There is little doubt that the US Patent and Trademark office is in need of some serious upgrades. For too long the Federal Government has siphoned off the money they patent office generates without investing enough back in the way of resources that are sorely needed to keep up with today's digital domain. As a result we see a fair number of patents that on their face seem to be obviously improper. Usually because the process being patented seems to be one that has been in use well before the patent was applied for, let alone issued (which could take years). A perfect example of this is the curious case of patent 232 or more properly Patent No. 7185232.
Now I like many in the open source community have a problem with patents to begin with. But 232 is an even tougher pill to swallow. Patent 232 was applied for back in 2002 and was granted in 2007 (that delay alone should tell you about the state of our patent system). It was granted to an application security company called Cenzic. The patent is for "Fault injection methods and apparatus". According to the web site Stop232.com it covers:
The problem is that this type of program has been widely used by penetration testers and other security folks for many years. In fact it would appear for many years prior to the patent application. Part of the patent granting process is supposed to be a check for prior art. But really unless the patent office has experts in the application security testing field, how would they know about this? Exactly why we need to overhaul the system. The patent was granted in 2007. You would think in the 4 to 5 years it took to grant the patent they would have done some digging for prior art.
Upon being granted the patent Cenzic at first went after SPI Dynamics which was being sold to HP. After that their next target was IBM. Hey what the heck if you are going to go after some deep pockets, those are two of the deeper ones. Both of those claims ended in cross-licensing deals between Cenzic and HP and IBM. My sources tell me that no money was exchanged on either deal. Cenzic was already paying IBM for using one of their patented processes so they got a better deal as a result of the agreement.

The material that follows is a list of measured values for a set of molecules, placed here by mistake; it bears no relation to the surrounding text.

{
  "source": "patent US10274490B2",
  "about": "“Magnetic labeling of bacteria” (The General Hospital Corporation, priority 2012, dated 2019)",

So now Cenzic began looking around for who else they might be able to extract some money from. It appears their next target was a company called NT Objectives. Now you may not have heard fo NT Objectives before. Two friends of mine are the co-CEOs. Matthew Cohen and Dan Kuykendall. When Cenzic contacted them looking for licensing fees Dan and Matthew looked around and said hold on. There are numerous instances showing that what Cenzic's patent is about was in use well before this a patent was applied for, let alone granted.
A great illustration of this is a blog post by another friend of mine Chris Eng. Chris is with Veracode and back in 2007 with the original HP suit, Chris called BS on this patent. Chris points out two different tools he was using back in 2001 that did just this. From speaking to others in the community, those are not the only two either. In fact the popular security site, Security Focus has published code for this kind of thing before the patent was applied for as well. At best this should have been a defensive patent that is instead being used as a hammer.